Federal prosecutions against financial institutions are ticking downward across the country, but the Eastern District of Missouri is defying that trend, nearly matching New York City's district in per-capita charges against banks so far this year.
A report released last week by the Transactional Records Access Clearinghouse at Syracuse University shows that the feds have been busting a decreasing number of financial institutions over the past two decades. If the same pace holds, federal attorneys will file 1,365 such cases by the end of the year -- the lowest number since at least 1991 -- down 28.6 percent from their numbers of just five years ago and less than half the level cited a decade ago.
But the report, which was compiled with data from the Department of Justice procured through a Freedom of Information Act request, also shows that the Eastern District of Missouri is bucking this phenomenon, cracking down harder on perpetrators of bank fraud this year under U.S. Attorney Richard Callahan. The 34 charges filed so far in fiscal year 2011 are up 60.9 percent from last year, making the district the fourth-most prolific prosecutor of financial institutions in the country, when adjusting for population. The St. Louis-based district is behind only New York (Manhattan), Alabama (Mobile) and Florida (Miami) in that category.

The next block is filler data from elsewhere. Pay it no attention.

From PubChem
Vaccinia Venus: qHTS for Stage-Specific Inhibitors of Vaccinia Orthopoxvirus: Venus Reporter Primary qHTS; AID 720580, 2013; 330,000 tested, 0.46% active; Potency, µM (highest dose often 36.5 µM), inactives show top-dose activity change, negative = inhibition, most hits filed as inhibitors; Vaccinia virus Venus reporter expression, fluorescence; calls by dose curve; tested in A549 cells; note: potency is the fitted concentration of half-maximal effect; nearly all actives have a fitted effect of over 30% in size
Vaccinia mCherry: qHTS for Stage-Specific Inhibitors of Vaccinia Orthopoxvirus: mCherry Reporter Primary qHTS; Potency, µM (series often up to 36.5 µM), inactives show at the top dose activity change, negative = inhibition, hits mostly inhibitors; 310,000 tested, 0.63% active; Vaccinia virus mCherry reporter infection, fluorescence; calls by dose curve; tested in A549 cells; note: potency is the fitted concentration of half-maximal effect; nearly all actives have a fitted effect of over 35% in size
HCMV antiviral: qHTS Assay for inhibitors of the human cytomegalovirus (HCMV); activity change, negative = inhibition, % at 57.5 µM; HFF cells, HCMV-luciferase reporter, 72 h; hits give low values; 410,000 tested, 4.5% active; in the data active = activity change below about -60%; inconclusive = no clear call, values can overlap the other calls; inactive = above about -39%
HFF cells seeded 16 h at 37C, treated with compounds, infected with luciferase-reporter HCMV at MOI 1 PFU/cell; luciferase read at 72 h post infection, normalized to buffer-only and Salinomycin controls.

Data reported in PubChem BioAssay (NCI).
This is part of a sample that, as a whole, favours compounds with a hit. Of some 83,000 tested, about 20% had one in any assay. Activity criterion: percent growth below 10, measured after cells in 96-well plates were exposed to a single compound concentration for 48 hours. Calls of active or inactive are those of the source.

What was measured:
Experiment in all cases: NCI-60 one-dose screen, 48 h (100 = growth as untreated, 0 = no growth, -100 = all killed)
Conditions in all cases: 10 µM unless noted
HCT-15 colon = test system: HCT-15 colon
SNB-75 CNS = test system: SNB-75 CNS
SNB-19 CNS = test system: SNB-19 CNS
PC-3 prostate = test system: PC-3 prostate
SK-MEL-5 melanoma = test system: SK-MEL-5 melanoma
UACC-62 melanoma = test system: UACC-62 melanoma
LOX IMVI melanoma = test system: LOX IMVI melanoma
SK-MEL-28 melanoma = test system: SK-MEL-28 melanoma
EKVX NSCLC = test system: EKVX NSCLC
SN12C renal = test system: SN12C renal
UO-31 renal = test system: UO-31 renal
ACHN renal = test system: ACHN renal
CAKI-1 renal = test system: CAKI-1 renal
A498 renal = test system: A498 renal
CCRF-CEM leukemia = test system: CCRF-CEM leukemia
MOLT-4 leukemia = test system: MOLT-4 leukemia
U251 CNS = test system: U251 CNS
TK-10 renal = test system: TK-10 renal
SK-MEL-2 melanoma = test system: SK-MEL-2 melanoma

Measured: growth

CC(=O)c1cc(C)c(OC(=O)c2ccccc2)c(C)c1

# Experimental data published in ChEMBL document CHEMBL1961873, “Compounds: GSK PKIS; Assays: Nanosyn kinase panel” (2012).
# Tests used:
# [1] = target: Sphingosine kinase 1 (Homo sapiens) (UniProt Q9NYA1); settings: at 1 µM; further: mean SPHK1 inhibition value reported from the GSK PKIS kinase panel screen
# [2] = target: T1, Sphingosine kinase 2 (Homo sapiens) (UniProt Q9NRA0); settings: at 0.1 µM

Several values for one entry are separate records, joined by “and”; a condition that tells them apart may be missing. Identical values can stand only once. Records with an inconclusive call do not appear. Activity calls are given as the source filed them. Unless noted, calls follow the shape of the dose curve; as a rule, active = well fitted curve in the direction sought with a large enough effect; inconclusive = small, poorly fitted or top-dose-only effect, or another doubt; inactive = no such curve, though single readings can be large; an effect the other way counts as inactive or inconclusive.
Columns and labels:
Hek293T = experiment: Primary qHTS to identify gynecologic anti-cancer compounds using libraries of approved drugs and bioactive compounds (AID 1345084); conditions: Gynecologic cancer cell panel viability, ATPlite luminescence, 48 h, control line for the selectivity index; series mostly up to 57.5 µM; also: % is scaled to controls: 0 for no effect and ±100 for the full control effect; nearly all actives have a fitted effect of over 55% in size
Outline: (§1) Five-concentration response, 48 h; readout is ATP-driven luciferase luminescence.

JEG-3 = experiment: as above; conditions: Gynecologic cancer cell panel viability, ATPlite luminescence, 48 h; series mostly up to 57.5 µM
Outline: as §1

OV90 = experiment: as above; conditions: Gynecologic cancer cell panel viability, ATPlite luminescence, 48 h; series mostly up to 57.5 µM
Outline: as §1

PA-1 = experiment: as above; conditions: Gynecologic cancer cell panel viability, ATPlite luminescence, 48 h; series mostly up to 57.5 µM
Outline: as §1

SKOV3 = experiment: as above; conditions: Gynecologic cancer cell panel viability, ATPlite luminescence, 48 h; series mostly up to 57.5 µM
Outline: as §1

The classification of financial institution-related fraud covers an array of crimes including bank fraud, mail fraud, uttering counterfeit obligations or securities, embezzlement and receipt of commissions or gifts for procuring loans.
This year's bank fraud prosecutions in Eastern Missouri are still lower than they were ten years ago, according to TRAC's most recent analysis of Eastern Missouri. Overall, the data show that prosecutions of this type are down 24.5 percent from the level of 49 reported in 2001 and down 15.9 percent from the level of 44 reported in 1991.